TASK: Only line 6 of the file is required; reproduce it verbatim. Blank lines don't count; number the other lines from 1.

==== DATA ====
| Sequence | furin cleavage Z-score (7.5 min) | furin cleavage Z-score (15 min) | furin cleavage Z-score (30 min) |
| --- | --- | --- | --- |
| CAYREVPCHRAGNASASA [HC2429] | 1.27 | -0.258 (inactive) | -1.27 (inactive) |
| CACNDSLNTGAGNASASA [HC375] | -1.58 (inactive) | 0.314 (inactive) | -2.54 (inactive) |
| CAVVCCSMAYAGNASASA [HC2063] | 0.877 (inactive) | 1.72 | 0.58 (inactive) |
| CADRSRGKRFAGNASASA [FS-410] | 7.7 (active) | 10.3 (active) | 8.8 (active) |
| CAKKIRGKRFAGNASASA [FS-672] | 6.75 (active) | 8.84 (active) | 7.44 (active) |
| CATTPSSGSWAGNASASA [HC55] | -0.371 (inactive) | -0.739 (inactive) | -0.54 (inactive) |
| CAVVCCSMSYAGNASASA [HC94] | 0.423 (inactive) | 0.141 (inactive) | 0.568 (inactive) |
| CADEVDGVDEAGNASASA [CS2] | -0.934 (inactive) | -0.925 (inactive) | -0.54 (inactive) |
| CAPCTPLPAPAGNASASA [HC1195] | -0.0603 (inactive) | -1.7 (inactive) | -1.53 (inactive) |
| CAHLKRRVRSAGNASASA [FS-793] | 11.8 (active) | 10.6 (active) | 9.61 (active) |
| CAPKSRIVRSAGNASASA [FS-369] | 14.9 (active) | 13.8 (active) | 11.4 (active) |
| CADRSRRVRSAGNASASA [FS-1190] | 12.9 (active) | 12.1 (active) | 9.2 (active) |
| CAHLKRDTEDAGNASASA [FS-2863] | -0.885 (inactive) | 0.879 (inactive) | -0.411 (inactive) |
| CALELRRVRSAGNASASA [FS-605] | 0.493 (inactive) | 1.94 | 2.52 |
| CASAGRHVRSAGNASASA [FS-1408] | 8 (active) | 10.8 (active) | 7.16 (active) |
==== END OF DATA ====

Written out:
| CADRSRGKRFAGNASASA [FS-410] | 7.7 (active) | 10.3 (active) | 8.8 (active) |